In his book , Prof Mamdani explains the danger of commercialisation of education as a public good arguing that ultimately it is going to focus on market than real hallmark of education.

Let me bring this home, it is blind to say that students on evening program have not made a huge contribution to the university education turnover as well as a source of income to Makerere – Thank you. But does anyone care to look at what goes on in the evening lectures? The brutal truth is neither do the many enrolled students make it for lectures nor even the lecturers take the classes seriously. Many people walk away with degrees without actual reading due to lack of proper supervision.

My conviction is that the debate on whether to scrap or not to scrap evening classes, should be shifted to the quality of university education that Makerere offers through these programs. The way evening classes are structured at the university, demonstrates that it is tailored to meeting the objective of being a cash cow rather than offer an avenue for working class to advance their education. There lies the real debate on this scrapping. Makerere university gets global recognition for being a research based university, and it is common to hear that Dr/ Prof what-not is away on research. But with the current setting, lecturers teach up to twelve lectures a week – let us face it country men and women , the quality is compromised.

One of those cheeky tales across the table in a tavern, I have heard people disparaging Nigeria allegedly for having many military generals that have never fired a single shot away from the drills of a military colleges. In the same spirit , this country wouldn’t want to have a population with many degrees but the quality.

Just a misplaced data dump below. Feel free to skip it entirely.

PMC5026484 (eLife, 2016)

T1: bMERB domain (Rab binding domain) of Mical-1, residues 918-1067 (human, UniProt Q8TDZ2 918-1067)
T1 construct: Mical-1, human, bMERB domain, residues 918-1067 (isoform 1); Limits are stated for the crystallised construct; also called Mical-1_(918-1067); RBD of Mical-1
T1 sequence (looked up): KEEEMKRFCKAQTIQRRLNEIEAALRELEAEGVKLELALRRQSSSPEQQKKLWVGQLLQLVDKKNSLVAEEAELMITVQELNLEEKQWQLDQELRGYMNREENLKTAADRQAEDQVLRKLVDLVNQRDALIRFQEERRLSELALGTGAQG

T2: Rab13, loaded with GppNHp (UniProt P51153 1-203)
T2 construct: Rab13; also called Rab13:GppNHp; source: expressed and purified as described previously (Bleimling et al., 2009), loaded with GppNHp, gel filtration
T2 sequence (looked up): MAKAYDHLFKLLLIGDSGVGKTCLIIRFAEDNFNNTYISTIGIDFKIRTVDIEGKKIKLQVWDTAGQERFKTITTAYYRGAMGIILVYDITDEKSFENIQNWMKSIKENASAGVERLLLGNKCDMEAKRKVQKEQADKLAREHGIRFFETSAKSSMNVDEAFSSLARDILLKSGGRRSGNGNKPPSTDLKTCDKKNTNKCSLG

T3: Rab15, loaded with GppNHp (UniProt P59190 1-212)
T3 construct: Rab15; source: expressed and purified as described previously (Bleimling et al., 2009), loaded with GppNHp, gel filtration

I also heard that Prof Barnabas Nawangwe, the vice chancellor assert that colleges that wish to have the evening classes , they should make an arrangement and only remit 20% of their revenue to the centre. Looked at the same in the professor’s eyes and wondered What kind of madness has visited the great alma mater! Does this the good old professor care what would become of the education offered. With the chaos that happens at colleges, leaving this in their control will be the greatest mistake in education realm. Makerere has a constituent college, has it later on Council for Higher Education have done an audit of the courses that are being offered? In the spirit of tomorrow and generations to come, I say the Quality education is what stands between those opposed to scrapping stands and us who believe the conversation over it should start.